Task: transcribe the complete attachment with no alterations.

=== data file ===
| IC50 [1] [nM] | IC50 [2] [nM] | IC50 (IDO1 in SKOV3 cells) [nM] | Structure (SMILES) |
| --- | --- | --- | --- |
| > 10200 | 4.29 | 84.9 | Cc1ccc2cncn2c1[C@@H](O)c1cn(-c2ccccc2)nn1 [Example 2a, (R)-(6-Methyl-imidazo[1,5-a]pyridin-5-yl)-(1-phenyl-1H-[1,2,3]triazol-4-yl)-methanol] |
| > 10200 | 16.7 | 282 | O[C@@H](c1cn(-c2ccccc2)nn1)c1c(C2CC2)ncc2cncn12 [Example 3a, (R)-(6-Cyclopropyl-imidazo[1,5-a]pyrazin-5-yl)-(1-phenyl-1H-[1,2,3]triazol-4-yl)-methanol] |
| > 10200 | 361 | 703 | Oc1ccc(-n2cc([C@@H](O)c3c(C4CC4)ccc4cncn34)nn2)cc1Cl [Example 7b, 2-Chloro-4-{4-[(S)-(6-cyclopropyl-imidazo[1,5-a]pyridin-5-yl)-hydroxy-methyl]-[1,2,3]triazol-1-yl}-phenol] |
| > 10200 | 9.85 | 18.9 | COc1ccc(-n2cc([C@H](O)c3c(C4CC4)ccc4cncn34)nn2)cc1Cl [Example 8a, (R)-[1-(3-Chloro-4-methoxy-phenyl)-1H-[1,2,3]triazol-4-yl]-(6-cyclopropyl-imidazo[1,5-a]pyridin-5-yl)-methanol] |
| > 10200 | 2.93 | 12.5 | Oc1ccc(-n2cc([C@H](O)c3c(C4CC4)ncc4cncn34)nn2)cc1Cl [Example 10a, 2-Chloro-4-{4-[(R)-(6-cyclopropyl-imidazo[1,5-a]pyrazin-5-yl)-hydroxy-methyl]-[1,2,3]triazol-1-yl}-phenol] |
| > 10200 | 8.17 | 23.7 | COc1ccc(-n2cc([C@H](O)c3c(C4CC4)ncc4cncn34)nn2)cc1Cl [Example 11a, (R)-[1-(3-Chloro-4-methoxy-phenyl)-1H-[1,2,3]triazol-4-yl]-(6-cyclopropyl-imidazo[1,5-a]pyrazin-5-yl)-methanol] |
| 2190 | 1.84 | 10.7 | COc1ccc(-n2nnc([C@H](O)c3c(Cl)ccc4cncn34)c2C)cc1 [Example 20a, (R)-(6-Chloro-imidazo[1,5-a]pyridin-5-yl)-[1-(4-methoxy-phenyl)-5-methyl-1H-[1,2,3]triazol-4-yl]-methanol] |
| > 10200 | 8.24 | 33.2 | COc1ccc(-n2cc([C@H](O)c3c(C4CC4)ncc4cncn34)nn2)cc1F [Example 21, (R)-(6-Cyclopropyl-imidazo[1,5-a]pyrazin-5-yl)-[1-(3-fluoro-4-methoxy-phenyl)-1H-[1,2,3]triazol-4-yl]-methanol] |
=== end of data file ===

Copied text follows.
| IC50 [1] [nM] | IC50 [2] [nM] | IC50 (IDO1 in SKOV3 cells) [nM] | Structure (SMILES) |
| --- | --- | --- | --- |
| > 10200 | 4.29 | 84.9 | Cc1ccc2cncn2c1[C@@H](O)c1cn(-c2ccccc2)nn1 [Example 2a, (R)-(6-Methyl-imidazo[1,5-a]pyridin-5-yl)-(1-phenyl-1H-[1,2,3]triazol-4-yl)-methanol] |
| > 10200 | 16.7 | 282 | O[C@@H](c1cn(-c2ccccc2)nn1)c1c(C2CC2)ncc2cncn12 [Example 3a, (R)-(6-Cyclopropyl-imidazo[1,5-a]pyrazin-5-yl)-(1-phenyl-1H-[1,2,3]triazol-4-yl)-methanol] |
| > 10200 | 361 | 703 | Oc1ccc(-n2cc([C@@H](O)c3c(C4CC4)ccc4cncn34)nn2)cc1Cl [Example 7b, 2-Chloro-4-{4-[(S)-(6-cyclopropyl-imidazo[1,5-a]pyridin-5-yl)-hydroxy-methyl]-[1,2,3]triazol-1-yl}-phenol] |
| > 10200 | 9.85 | 18.9 | COc1ccc(-n2cc([C@H](O)c3c(C4CC4)ccc4cncn34)nn2)cc1Cl [Example 8a, (R)-[1-(3-Chloro-4-methoxy-phenyl)-1H-[1,2,3]triazol-4-yl]-(6-cyclopropyl-imidazo[1,5-a]pyridin-5-yl)-methanol] |
| > 10200 | 2.93 | 12.5 | Oc1ccc(-n2cc([C@H](O)c3c(C4CC4)ncc4cncn34)nn2)cc1Cl [Example 10a, 2-Chloro-4-{4-[(R)-(6-cyclopropyl-imidazo[1,5-a]pyrazin-5-yl)-hydroxy-methyl]-[1,2,3]triazol-1-yl}-phenol] |
| > 10200 | 8.17 | 23.7 | COc1ccc(-n2cc([C@H](O)c3c(C4CC4)ncc4cncn34)nn2)cc1Cl [Example 11a, (R)-[1-(3-Chloro-4-methoxy-phenyl)-1H-[1,2,3]triazol-4-yl]-(6-cyclopropyl-imidazo[1,5-a]pyrazin-5-yl)-methanol] |
| 2190 | 1.84 | 10.7 | COc1ccc(-n2nnc([C@H](O)c3c(Cl)ccc4cncn34)c2C)cc1 [Example 20a, (R)-(6-Chloro-imidazo[1,5-a]pyridin-5-yl)-[1-(4-methoxy-phenyl)-5-methyl-1H-[1,2,3]triazol-4-yl]-methanol] |
| > 10200 | 8.24 | 33.2 | COc1ccc(-n2cc([C@H](O)c3c(C4CC4)ncc4cncn34)nn2)cc1F [Example 21, (R)-(6-Cyclopropyl-imidazo[1,5-a]pyrazin-5-yl)-[1-(3-fluoro-4-methoxy-phenyl)-1H-[1,2,3]triazol-4-yl]-methanol] |